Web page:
Little Known Facts About Solar Eclipses

  • The longest duration for a total solar eclipse is 7.5 minutes.

  • A total solar eclipse is not noticable until the Sun is more than 90 percent covered by the Moon. At 99 percent coverage, daytime lighting resembles local twilight.

  • Eclipse shadows travel at 1,100 miles per hour at the equator and up to 5,000 miles per hour near the poles.

  • The width of the path of totality is at most 167 miles wide.

  • The maximum number of solar eclipses (partial, annular, or total) is 5 per year.

  • There are at least 2 solar eclipses per year somewhere on the Earth.

  • Only partial solar eclipses can be observed from the North and South Poles.

  • Total solar eclipses happen about once every 1.5 years.

  • Nearly identical eclipses (total, annual, or partial) occur after 18 years and 11 days, or every 6,585.32 days (Saros Cycle).

  • The Saros Cycle exists because it takes 18 years and 10 days for the entire orbit of the Moon to precess once around in its orbit plane so that the lunar nodes make one complete revolution along the orbit. This "Nordical" period equals nearly an integer number of lunar months (223 x 29.53 days = 6,585.19 days) during each Saros Cycle. Because the true length of the Saros Cycle is 6,585.32 days, you have to wait THREE Saros Cycles in order for an eclipse to repeat at the same spot on Earth.

  • Successive eclipses in the Saros Cycle happen 1/3 of the way around the world from each other, and after three Saros Cycles, the eclipse returns to nearly the same geographic location after 54 years and 33 days.

  • Twelve different Grand Saros eclipse series are now occurring, with the one producing the eclipses of 1937, 1955, 1973, 1991, and 2009 having durations near the 7.5 minute limit.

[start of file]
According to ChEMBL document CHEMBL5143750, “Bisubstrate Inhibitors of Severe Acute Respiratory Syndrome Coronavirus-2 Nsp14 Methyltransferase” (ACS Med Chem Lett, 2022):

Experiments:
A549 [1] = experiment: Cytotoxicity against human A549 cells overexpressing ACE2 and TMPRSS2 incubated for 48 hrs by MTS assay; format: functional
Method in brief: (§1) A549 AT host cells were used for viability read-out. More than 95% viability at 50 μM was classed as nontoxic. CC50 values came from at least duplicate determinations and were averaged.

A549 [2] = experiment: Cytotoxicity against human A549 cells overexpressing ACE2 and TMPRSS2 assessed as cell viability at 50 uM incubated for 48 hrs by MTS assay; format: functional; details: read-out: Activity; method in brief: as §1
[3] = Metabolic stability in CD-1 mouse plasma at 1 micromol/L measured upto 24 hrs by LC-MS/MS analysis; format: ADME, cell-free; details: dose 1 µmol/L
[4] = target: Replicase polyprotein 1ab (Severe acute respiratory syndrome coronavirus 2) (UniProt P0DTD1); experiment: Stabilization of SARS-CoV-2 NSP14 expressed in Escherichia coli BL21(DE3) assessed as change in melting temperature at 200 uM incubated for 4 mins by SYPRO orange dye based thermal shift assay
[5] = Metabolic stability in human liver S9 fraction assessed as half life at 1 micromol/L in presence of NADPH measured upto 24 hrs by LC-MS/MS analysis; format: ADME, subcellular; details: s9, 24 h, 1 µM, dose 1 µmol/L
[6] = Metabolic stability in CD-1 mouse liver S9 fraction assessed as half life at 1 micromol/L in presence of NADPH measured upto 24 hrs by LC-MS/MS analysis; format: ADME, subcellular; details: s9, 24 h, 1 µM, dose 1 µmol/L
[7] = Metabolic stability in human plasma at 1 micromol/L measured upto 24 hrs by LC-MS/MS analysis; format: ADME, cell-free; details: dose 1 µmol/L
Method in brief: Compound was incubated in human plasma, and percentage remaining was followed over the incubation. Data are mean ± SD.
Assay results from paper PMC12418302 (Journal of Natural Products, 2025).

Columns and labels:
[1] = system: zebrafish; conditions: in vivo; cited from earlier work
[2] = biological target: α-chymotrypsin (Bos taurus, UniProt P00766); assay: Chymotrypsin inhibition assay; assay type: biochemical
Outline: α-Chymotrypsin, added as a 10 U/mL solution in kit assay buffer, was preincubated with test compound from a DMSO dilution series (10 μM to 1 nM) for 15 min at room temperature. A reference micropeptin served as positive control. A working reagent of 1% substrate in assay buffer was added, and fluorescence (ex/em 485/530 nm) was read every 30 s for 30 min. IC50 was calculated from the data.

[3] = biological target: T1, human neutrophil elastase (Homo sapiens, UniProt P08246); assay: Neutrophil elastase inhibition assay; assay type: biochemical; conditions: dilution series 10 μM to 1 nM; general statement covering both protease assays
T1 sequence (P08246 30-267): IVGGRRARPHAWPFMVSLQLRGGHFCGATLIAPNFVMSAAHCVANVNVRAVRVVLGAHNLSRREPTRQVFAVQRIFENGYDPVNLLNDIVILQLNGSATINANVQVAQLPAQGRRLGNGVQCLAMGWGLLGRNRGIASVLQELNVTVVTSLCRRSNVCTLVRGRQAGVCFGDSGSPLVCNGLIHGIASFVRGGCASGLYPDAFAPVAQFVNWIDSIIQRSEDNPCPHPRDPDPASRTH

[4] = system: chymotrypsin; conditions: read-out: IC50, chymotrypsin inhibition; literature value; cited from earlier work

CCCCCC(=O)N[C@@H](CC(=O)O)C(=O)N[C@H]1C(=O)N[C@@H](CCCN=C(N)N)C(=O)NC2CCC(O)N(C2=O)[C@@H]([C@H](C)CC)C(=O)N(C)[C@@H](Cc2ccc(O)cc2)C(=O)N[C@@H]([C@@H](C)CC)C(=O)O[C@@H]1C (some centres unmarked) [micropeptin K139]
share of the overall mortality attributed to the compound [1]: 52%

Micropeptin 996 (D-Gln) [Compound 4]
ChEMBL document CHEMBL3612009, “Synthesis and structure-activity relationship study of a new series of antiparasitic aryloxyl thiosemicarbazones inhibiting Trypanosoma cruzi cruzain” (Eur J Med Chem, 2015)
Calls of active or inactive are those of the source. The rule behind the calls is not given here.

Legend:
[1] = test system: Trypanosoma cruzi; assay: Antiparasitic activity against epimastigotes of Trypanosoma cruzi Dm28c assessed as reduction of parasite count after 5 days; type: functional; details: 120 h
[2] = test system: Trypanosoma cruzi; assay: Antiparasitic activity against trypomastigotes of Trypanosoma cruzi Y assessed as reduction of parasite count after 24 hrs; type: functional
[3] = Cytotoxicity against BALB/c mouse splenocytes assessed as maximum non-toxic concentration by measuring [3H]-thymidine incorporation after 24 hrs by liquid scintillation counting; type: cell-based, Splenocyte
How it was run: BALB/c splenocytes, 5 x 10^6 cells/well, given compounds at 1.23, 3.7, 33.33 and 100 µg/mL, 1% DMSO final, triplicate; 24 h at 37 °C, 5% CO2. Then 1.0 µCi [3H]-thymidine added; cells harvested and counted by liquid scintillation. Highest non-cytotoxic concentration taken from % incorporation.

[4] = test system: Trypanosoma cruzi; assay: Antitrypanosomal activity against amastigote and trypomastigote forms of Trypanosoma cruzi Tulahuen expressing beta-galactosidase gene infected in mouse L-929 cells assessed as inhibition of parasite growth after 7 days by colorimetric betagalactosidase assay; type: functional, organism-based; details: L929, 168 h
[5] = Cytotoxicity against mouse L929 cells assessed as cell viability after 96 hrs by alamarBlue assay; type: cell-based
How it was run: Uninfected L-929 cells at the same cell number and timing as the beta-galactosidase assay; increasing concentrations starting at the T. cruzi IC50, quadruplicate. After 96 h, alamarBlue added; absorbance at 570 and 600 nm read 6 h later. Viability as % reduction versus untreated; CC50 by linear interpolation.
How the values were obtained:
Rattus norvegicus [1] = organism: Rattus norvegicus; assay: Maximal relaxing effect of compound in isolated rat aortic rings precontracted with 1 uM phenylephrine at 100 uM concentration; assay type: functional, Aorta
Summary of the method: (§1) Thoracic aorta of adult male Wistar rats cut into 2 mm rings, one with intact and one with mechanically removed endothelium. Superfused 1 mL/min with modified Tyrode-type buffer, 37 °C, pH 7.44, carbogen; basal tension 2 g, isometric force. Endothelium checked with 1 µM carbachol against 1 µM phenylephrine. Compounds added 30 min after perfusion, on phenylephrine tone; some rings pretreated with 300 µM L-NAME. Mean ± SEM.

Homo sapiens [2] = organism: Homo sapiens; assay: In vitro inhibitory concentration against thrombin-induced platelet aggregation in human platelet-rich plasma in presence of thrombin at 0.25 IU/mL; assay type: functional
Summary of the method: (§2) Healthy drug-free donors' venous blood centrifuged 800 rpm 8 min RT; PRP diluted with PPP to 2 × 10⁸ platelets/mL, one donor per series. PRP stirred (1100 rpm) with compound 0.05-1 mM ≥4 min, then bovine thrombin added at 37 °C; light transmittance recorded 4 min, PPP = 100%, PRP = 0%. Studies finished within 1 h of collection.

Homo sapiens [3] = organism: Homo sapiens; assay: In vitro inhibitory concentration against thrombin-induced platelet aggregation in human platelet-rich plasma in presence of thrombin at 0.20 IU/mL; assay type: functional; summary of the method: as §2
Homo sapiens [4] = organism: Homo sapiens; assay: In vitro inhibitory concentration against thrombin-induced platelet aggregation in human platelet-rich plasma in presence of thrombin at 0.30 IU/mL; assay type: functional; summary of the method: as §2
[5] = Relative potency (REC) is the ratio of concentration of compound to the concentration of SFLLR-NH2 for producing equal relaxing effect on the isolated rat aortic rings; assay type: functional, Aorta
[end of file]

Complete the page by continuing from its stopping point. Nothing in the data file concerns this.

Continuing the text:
• Every eclipse begins at sunrise at some point in its track and ends at sunset about half way around the world from the start point.

  • Partial solar eclipses can be seen up to 3,000 miles from the track of totality.

  • Before the advent of modern atomic clocks, studies of ancient records of solar eclipses allowed astronomers to detect a 0.001 second per century slowing down in Earth's rotation.

  • Total solar eclipses happen because the Sun is near one of the nodes of the lunar orbit, and the Moon is at perigee at this node at the same time.

  • Annular solar eclipses happen because the Sun is near one of the nodes of the lunar orbit, and the Moon is at apogee at this node at the same time.

  • Shadow bands are often seen on the ground as totality approaches.

  • Light filtering through leaves on trees casts crescent shadows as totality approaches.

  • Local animals and birds often prepare for sleep or behave confusedly during totality.

  • Local temperatures often drop 20 degrees or more near totality.

  • During totality, the horizon is illuminated in a narrow band of light, because an observer is seeing distant localities not under the direct umbra of the Moon's shadow.
 


7.5 minutes is the longest duration for a total solar eclipse.


Eclipse shadows travel at 5,000 mph at the poles, and 1,100 mph at the equator.


The width of a path of totality is 167 miles wide.


Local animals prepare for sleep or act confused during totality.

 


Temperatures drop 20 degrees or more at totality.


The horizon glows from distant localities not under the direct umbra.

 


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